Rosebud council considering referendum on hog farm


ROSEBUD, S.D. - The future of a corporate farming interest operating a hog facility on tribal property in Mellette County hangs in the balance as tribal leaders consider rescinding the lease if tribal enrollees overwhelmingly oppose the issue in a referendum later this year.

The issue has been in the courts for more than a year and half which prevented Sun Prairie, a tribal partnership, and Bell Farms, from expanding its existing operation west of White River.

A decision by U.S. District Judge Charles B. Kornmann in March lifted an injunction blocking the company from starting the construction of the second phase of its building plan for the $5 million facility.

Rosebud Sioux Tribal Chairman William Kindle promised voters during his election campaign last year that he would address opposition to hog farm, giving tribal members the opportunity to vote on the issue. If enough tribal members oppose the farm, the tribal council may rescind its 25-year lease with the partnership, Kindle said.

In September of 1998 the tribe, under Norman Wilson's administration, began construction on the first phase of the facility in Mellette County which included plans for three finishing sites to fatten hogs for market. The second phase included five sow sites and five additional finishing sites.

"I still oppose the thing," Kindle said in an interview. "I was never in favor of it, from the beginning."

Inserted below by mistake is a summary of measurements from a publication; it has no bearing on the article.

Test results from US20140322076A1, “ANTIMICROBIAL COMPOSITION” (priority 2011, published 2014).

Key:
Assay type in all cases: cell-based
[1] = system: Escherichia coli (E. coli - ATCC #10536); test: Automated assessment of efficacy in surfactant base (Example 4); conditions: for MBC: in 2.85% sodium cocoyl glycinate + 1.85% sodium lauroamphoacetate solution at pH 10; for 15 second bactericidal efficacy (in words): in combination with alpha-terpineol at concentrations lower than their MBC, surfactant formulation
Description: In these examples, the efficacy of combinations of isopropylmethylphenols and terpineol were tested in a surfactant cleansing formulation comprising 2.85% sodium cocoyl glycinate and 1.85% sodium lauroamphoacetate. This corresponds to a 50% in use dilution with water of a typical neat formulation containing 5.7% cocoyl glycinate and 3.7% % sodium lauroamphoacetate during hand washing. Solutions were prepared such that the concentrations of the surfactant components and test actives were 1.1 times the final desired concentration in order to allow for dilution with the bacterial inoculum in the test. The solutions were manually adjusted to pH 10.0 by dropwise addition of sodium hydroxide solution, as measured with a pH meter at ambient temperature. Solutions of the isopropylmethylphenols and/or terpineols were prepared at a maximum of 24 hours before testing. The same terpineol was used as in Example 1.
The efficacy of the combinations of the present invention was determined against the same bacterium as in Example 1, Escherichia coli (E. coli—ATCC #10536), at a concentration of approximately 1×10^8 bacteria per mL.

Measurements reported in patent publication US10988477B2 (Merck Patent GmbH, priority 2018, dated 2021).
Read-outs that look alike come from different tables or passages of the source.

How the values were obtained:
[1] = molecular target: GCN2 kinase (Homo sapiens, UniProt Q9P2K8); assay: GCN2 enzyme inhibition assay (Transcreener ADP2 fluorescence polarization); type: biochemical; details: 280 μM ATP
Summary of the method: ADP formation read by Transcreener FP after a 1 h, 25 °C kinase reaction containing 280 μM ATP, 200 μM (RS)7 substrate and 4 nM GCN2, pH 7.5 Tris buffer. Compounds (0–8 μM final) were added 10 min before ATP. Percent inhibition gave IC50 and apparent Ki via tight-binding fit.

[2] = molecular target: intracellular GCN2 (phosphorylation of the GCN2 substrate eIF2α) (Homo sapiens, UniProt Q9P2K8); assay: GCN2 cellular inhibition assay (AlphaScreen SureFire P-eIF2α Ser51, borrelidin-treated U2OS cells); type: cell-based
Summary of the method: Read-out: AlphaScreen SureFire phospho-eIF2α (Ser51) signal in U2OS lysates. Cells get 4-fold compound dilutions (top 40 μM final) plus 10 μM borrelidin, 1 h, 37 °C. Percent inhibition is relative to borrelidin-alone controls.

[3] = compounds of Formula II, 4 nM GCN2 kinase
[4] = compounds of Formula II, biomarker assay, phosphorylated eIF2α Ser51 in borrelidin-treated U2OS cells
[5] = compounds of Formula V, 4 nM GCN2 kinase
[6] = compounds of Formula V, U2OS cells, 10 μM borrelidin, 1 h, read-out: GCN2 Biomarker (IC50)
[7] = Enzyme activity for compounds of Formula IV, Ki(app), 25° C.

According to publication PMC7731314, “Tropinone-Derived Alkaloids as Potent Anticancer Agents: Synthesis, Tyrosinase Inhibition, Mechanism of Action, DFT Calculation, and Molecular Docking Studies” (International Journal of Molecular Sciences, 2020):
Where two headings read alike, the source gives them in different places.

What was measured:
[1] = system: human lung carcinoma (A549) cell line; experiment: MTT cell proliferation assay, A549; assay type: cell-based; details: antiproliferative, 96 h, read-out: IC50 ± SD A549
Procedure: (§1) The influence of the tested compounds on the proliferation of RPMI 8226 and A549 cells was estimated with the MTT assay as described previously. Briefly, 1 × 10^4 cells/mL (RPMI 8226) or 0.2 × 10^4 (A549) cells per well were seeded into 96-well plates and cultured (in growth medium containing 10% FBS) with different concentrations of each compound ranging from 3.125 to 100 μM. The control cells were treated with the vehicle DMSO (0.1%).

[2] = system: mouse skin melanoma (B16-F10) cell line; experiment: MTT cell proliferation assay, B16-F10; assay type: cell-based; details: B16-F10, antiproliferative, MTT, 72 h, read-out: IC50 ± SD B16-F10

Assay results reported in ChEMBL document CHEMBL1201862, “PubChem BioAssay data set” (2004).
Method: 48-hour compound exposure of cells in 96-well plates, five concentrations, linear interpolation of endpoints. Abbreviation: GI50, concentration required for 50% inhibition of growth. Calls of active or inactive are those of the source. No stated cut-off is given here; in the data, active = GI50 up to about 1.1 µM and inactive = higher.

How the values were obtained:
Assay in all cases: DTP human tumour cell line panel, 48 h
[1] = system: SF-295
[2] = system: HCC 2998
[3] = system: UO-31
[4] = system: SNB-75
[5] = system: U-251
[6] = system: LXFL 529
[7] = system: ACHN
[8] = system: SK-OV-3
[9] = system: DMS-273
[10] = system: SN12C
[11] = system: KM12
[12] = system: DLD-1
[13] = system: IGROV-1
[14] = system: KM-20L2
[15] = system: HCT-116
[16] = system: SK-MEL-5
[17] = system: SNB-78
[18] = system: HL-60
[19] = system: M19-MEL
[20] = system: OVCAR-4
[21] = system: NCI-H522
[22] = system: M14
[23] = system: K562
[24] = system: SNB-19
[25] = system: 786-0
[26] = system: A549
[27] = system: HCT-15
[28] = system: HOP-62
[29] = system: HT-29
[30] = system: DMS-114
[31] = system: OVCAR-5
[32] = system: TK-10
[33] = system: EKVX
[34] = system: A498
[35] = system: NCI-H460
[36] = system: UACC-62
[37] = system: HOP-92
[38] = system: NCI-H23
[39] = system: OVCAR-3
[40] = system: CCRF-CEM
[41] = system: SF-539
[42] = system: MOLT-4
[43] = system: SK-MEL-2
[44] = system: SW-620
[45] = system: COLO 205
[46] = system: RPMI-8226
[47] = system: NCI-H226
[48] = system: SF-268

The issue landed in court after the lease was quickly pushed through channels without much opportunity for tribal members to express their views. There was no vote, a limited comment period and the local Bureau of Indian Affairs office issued a report finding "no significant impact" on the environment without the benefit of an environmental impact statement. Those opposed to the issued say there was not adequate information to make an informed decision on the lease and the hog facility.

Troubling to tribal council members is the fear the operation could contaminate ground water and a water line being laid just south of the facility.

"We can't up and walk away from a contract like that without it costing a tremendous amount of money," Kindle said.

Canceling the lease will impose financial penalties which may require the tribe to pay a large settlement to close down the operation, but Kindle said the long-term costs could be higher for cleaning the site up after Bell Farms is finished.